Figure Legend Snippet: The expression of K ATP subtypes in ECFC s. ( A ) RT ‐ PCR showed the expression of Kir6.1, Kir6.2 and SUR 2b, but not SUR 2a and SUR 1 in mRNA level. HPAEC s and mouse brain were used as positive controls, water (no template) as a negative control ( n = 3). ( B ) Western blotting confirmed the expression of Kir6.1 (48 kD), Kir6.2 (44 kD) and SUR 2b (140–150 kD), but not SUR 2a (140–150 kD) and SUR 1 (175 kD), using HPAEC s and mouse brain as positive controls ( n = 3). ( C ) Confocal images showed the subcellular localization of K ATP subunits in ECFC s co‐stained with a endothelial specific marker ( CD 31 or VE ‐cadherin), revealing the extensive distribution of Kir6.1, Kir6.2 and SUR 2b. DAPI staining for nuclear labelling ( n = 3), scale bar: 20 μm. M: marker, MB : mouse brain.

    Techniques Used: Expressing, Reverse Transcription Polymerase Chain Reaction, Negative Control, Western Blot, Staining, Marker

    7) Product Images from "Role of Kir6.2 subunits of ATP-sensitive potassium channels in endotoxemia-induced cardiac dysfunction"

    Article Title: Role of Kir6.2 subunits of ATP-sensitive potassium channels in endotoxemia-induced cardiac dysfunction

    Journal: Cardiovascular Diabetology

    doi: 10.1186/1475-2840-12-75

    Unchanged Kir6.1 subunits expression in heart tissues in Kir6.2 −/− mice. Data are expressed as means ± SEM (n=3 per group).
    Figure Legend Snippet: Unchanged Kir6.1 subunits expression in heart tissues in Kir6.2 −/− mice. Data are expressed as means ± SEM (n=3 per group).

    Techniques Used: Expressing, Mouse Assay

    8) Product Images from "Diabetes mellitus reduces the function and expression of ATP-dependent K+ channels in cardiac mitochondria"

    Article Title: Diabetes mellitus reduces the function and expression of ATP-dependent K+ channels in cardiac mitochondria

    Journal: Life sciences

    doi: 10.1016/j.lfs.2012.11.019

    Diabetes mellitus reduces Kir6.1 expression in SSM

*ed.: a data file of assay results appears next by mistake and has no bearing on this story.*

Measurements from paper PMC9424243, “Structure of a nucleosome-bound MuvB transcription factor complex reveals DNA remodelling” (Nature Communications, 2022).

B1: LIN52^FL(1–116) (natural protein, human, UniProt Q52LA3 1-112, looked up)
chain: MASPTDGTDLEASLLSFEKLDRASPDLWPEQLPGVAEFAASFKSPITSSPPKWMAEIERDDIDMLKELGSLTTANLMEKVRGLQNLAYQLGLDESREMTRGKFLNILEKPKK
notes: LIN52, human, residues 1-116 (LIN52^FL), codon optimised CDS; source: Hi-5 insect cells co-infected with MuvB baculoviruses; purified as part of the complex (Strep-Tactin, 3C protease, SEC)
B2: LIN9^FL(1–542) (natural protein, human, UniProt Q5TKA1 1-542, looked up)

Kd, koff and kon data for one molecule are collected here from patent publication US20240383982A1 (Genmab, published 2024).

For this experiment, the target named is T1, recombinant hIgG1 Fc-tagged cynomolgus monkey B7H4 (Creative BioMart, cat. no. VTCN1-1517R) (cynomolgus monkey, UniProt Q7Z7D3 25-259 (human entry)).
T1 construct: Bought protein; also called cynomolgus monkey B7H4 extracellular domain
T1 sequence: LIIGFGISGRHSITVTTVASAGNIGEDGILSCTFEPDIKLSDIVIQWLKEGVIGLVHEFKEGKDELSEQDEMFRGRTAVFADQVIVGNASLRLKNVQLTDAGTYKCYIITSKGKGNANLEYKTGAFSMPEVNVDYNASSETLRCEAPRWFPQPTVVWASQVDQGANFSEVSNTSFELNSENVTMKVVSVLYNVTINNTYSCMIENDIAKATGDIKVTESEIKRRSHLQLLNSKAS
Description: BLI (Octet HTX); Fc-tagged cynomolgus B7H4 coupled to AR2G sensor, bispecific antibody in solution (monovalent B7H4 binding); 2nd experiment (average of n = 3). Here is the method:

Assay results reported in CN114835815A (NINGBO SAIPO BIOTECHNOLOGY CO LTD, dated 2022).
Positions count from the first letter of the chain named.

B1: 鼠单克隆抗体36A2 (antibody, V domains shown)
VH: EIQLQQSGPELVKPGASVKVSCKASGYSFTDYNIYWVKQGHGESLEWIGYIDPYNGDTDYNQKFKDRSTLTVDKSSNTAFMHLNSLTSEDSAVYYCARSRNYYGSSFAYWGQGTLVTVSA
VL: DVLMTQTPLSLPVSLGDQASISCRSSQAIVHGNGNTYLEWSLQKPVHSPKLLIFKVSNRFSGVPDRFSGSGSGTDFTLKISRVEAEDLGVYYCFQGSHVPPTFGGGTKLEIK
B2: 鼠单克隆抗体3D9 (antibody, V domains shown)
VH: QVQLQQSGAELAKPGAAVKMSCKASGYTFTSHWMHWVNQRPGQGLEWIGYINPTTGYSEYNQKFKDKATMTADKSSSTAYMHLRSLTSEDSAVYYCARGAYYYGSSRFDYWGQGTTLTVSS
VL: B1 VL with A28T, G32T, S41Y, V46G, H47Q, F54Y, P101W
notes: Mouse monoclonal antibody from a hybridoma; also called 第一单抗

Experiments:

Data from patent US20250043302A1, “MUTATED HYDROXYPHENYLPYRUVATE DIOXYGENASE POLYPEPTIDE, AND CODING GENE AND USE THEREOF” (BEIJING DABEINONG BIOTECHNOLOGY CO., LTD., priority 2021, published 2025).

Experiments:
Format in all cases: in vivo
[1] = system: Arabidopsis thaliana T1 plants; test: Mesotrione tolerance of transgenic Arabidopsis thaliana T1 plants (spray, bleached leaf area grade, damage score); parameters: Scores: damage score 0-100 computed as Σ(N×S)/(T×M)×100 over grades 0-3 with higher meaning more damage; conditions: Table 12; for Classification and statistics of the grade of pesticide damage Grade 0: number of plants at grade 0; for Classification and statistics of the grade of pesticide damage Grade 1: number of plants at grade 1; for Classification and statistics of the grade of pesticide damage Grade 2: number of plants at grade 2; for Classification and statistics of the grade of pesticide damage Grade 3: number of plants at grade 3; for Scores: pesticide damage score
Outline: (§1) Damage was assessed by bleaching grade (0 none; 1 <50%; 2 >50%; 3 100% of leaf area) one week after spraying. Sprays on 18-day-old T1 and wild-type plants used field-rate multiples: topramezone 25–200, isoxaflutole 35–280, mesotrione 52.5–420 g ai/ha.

Figure Legend Snippet: Diabetes mellitus reduces Kir6.1 expression in SSM

    Techniques Used: Expressing

    9) Product Images from "High blood pressure associates with the remodelling of inward rectifier K+ channels in mice mesenteric vascular smooth muscle cells"

    Article Title: High blood pressure associates with the remodelling of inward rectifier K+ channels in mice mesenteric vascular smooth muscle cells

    Journal: The Journal of Physiology

    doi: 10.1113/jphysiol.2012.236190

    Expression of Kir2.1, Kir4.1, Kir6.1 and SUR2 proteins in BPN and BPH mesenteric VSMCs
    Figure Legend Snippet: Expression of Kir2.1, Kir4.1, Kir6.1 and SUR2 proteins in BPN and BPH mesenteric VSMCs

    Techniques Used: Expressing

    10) Product Images from "Oral administration of the KATP channel opener diazoxide ameliorates disease progression in a murine model of multiple sclerosis"

    Article Title: Oral administration of the KATP channel opener diazoxide ameliorates disease progression in a murine model of multiple sclerosis

    Journal: Journal of Neuroinflammation

    doi: 10.1186/1742-2094-8-149

    Western blotting show expression of both Kir6.1 and Kir6.2 K ATP channel pore-forming subunits in unstimulated and LPS/IFNγ-stimulated BV-2 cells (A, left) and microglial primary cultures (A, Right). Staining for the microglial cell membrane marker CD11b (B and E) and the K ATP channel subunits Kir 6.1 (C) or Kir 6.2 (F) showed colocalization in BV-2 microglia, indicating the expression of the K ATP channel at the cytoplasmic membrane (D and G, white arrows) . Control: unstimulated cells; L+I: cells stimulated with LPS and IFNγ. Scale bar = 30 μm.
    Figure Legend Snippet: Western blotting show expression of both Kir6.1 and Kir6.2 K ATP channel pore-forming subunits in unstimulated and LPS/IFNγ-stimulated BV-2 cells (A, left) and microglial primary cultures (A, Right). Staining for the microglial cell membrane marker CD11b (B and E) and the K ATP channel subunits Kir 6.1 (C) or Kir 6.2 (F) showed colocalization in BV-2 microglia, indicating the expression of the K ATP channel at the cytoplasmic membrane (D and G, white arrows) . Control: unstimulated cells; L+I: cells stimulated with LPS and IFNγ. Scale bar = 30 μm.

    Techniques Used: Western Blot, Expressing, Staining, Marker